Moderate drinking is associated with a lower risk of initial presentation of some forms of cardiovascular disease, according to a study in the BMJ.  

Researchers also found that a high level of alcohol consumption increases the initial potential for 12 cardiovascular diseases, including unheralded death from coronary heart disease, heart failure, and cardiac arrest/sudden coronary death.

Steven Bell, from the University of Cambridge in the UK, and colleagues investigated the association between alcohol consumption and cardiovascular disease at higher resolution by examining the initial lifetime presentation of 12 cardiac, cerebrovascular, abdominal, or peripheral vascular diseases. The investigators conducted a population-based cohort study of linked electronic health records (CALIBER) covering primary care, hospital admissions, and mortality from 1997 to 2010 with a median follow-up of 6 years. A total of 1,937,360 anonymous patients were included if they were older than age 30 years from January 1, 1997, to March 25, 2010, and had no record indicating any cardiovascular disease before study entry.

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To classify participants’ drinking behavior, the researchers used the most recent record of alcohol consumption in the 5 years before entry into the study. They developed 5 categories of drinking: non-drinking, former drinkers, occasional drinkers, current moderate drinkers, and heavy drinkers.

Patients were followed up until the date of an initial presentation of 1 of the cardiovascular end points (or death from non-cardiovascular causes) or were censored on the date they left the practice or the date of last data submission from their practice. The primary end points were 12 common symptomatic manifestations of cardiovascular disease, including chronic stable angina, unstable angina, acute myocardial infarction, unheralded coronary heart disease death, heart failure, sudden coronary death/cardiac arrest, transient ischemic attack, ischemic stroke, intracerebral and subarachnoid hemorrhage, peripheral arterial disease, and abdominal aortic aneurism.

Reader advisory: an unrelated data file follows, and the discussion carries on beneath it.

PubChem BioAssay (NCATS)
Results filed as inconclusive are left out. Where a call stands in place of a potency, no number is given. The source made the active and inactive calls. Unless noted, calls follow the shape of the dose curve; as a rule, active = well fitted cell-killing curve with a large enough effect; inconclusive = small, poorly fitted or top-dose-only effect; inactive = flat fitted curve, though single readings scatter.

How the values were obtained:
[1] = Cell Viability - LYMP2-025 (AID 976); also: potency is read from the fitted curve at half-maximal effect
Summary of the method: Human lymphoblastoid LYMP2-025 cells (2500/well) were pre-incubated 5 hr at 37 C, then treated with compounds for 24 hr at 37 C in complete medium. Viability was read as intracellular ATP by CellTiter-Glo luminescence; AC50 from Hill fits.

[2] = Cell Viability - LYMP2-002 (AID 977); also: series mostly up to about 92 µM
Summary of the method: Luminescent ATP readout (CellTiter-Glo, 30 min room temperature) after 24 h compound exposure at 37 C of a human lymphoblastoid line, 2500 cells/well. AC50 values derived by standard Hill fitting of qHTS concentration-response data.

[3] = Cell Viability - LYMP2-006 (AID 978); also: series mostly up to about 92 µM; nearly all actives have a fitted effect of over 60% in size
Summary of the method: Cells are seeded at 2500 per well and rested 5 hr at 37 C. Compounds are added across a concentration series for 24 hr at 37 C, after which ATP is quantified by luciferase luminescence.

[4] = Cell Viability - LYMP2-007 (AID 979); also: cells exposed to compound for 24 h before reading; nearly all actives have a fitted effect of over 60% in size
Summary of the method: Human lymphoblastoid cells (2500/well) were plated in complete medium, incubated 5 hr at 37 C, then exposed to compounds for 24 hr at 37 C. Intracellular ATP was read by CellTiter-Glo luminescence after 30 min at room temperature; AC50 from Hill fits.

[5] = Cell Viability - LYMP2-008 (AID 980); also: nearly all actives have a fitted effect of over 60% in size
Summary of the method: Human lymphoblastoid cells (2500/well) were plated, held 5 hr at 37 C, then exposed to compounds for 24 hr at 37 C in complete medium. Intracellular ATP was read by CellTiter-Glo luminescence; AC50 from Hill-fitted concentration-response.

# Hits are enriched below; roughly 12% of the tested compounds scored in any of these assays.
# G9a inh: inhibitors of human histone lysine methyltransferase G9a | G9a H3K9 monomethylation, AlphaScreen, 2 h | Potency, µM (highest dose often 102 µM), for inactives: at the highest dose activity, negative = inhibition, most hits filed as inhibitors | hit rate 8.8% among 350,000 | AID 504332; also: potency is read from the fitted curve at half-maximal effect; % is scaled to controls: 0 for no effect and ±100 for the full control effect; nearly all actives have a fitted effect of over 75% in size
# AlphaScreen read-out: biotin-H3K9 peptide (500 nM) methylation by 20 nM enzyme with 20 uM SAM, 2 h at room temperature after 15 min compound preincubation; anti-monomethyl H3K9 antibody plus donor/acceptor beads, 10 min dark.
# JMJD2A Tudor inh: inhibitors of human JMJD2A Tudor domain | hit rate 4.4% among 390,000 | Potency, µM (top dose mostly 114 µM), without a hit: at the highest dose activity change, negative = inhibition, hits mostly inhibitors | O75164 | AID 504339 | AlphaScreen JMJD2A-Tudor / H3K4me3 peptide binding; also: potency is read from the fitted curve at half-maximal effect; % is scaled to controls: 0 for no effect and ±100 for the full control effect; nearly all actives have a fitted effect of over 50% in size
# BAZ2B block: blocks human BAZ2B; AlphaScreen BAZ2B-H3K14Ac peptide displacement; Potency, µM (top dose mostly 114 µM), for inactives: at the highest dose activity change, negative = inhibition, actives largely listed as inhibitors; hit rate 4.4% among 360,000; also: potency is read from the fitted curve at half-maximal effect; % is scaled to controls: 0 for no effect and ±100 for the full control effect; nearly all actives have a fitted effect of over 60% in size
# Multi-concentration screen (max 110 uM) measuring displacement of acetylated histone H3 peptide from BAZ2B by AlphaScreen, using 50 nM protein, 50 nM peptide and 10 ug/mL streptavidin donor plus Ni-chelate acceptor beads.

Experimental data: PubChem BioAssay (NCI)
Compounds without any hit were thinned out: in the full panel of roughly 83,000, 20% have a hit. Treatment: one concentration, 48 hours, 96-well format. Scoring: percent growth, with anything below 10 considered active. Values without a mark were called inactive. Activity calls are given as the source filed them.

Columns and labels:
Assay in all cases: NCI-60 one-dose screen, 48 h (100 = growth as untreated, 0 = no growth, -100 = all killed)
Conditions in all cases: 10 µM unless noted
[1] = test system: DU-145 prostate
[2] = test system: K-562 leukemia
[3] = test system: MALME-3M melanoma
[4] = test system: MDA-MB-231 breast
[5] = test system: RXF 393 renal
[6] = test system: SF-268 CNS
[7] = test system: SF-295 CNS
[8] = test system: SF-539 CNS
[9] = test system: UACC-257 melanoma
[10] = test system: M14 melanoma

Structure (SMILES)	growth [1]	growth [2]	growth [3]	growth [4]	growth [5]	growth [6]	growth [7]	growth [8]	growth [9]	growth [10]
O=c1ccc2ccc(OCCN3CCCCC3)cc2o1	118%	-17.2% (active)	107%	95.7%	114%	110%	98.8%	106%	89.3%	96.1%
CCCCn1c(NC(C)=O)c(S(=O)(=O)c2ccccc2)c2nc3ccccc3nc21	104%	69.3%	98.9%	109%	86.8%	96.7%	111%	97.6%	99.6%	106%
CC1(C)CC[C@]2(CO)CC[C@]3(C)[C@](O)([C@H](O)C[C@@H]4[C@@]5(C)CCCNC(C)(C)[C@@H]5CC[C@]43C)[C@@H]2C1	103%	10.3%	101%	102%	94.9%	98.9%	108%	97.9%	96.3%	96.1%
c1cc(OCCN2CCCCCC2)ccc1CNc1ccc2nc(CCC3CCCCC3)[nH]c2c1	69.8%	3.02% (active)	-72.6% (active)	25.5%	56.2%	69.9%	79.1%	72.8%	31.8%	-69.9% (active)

A total of 114,859 patients received an incident cardiovascular diagnosis during follow-up. Non-drinking was associated with an increased risk of unstable angina (hazard ratio [HR], 1.33), myocardial infarction (HR, 1.32), unheralded coronary death (HR, 1.56), heart failure (HR, 1.24), ischemic stroke (HR, 1.12), peripheral arterial disease (HR, 1.22), and abdominal aortic aneurism (HR, 1.32), compared with moderate drinking. Heavy drinking conferred an increased risk of presenting with unheralded coronary death (HR, 1.21), heart failure (HR, 1.22), intracerebral hemorrhage (HR, 1.37), and peripheral arterial disease (HR, 1.35), but a lower risk of myocardial infarction (HR, 0.88) or stable angina (HR, 0.93).

“Our findings for aggregated end points are in line with those of previous observational studies, showing that there is an increased risk of coronary heart disease, cardiovascular disease, and all cause mortality in the group of non-drinkers from whom former and occasional drinkers have been removed,” said the authors. “At the same time, compared with moderate drinkers, heavy drinkers have an increased risk of experiencing all but coronary heart disease.”


  1. Bell S, Daskalopoulou M, Rapsomaniki E, et al. Association between clinically recorded alcohol consumption and initial presentation of 12 cardiovascular diseases: population based cohort study using linked health records. BMJ. 22 March 2017. doi: 10.1136/bmj.j909